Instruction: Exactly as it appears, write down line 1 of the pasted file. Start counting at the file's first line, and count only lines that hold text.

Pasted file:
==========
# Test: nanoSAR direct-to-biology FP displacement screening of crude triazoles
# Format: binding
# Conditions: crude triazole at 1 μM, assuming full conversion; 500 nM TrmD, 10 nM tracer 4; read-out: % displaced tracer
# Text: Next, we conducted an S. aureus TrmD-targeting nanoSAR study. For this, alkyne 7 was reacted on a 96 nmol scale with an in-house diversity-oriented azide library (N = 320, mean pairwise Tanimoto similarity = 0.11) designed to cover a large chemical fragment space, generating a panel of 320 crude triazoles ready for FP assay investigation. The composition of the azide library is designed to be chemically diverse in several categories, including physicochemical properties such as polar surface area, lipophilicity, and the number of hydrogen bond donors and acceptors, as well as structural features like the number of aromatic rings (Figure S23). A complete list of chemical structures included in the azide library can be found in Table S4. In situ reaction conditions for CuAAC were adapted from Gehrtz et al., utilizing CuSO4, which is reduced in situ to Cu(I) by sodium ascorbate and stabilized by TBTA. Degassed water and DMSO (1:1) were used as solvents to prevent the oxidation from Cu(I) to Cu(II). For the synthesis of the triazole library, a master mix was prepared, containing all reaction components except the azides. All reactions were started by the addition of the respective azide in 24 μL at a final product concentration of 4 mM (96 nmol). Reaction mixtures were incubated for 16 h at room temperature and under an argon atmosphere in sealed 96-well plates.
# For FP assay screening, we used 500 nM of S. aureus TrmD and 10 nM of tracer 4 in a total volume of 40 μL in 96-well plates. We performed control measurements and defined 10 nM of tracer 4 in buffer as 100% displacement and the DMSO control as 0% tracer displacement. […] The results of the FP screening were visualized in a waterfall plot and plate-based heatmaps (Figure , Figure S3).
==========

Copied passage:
# Test: nanoSAR direct-to-biology FP displacement screening of crude triazoles